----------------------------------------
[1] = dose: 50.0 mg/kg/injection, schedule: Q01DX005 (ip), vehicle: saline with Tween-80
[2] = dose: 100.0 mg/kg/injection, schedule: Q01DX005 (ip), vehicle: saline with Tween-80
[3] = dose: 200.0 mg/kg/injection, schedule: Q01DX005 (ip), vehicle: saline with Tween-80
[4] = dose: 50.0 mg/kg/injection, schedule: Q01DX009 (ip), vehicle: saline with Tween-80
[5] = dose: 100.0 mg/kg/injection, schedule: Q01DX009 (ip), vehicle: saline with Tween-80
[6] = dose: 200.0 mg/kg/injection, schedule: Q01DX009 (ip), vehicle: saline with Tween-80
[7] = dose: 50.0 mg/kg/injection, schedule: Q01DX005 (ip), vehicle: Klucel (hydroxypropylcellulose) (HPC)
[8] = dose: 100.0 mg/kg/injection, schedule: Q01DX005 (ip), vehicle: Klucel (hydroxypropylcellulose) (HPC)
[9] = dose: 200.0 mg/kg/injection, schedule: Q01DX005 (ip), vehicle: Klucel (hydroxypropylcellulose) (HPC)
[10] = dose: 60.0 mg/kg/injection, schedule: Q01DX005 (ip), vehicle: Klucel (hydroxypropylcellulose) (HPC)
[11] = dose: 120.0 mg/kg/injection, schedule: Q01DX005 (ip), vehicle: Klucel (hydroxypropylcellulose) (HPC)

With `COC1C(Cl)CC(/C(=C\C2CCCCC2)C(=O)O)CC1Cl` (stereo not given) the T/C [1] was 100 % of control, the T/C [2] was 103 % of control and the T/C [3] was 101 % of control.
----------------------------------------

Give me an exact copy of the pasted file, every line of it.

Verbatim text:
[1] = dose: 50.0 mg/kg/injection, schedule: Q01DX005 (ip), vehicle: saline with Tween-80
[2] = dose: 100.0 mg/kg/injection, schedule: Q01DX005 (ip), vehicle: saline with Tween-80
[3] = dose: 200.0 mg/kg/injection, schedule: Q01DX005 (ip), vehicle: saline with Tween-80
[4] = dose: 50.0 mg/kg/injection, schedule: Q01DX009 (ip), vehicle: saline with Tween-80
[5] = dose: 100.0 mg/kg/injection, schedule: Q01DX009 (ip), vehicle: saline with Tween-80
[6] = dose: 200.0 mg/kg/injection, schedule: Q01DX009 (ip), vehicle: saline with Tween-80
[7] = dose: 50.0 mg/kg/injection, schedule: Q01DX005 (ip), vehicle: Klucel (hydroxypropylcellulose) (HPC)
[8] = dose: 100.0 mg/kg/injection, schedule: Q01DX005 (ip), vehicle: Klucel (hydroxypropylcellulose) (HPC)
[9] = dose: 200.0 mg/kg/injection, schedule: Q01DX005 (ip), vehicle: Klucel (hydroxypropylcellulose) (HPC)
[10] = dose: 60.0 mg/kg/injection, schedule: Q01DX005 (ip), vehicle: Klucel (hydroxypropylcellulose) (HPC)
[11] = dose: 120.0 mg/kg/injection, schedule: Q01DX005 (ip), vehicle: Klucel (hydroxypropylcellulose) (HPC)

With `COC1C(Cl)CC(/C(=C\C2CCCCC2)C(=O)O)CC1Cl` (stereo not given) the T/C [1] was 100 % of control, the T/C [2] was 103 % of control and the T/C [3] was 101 % of control.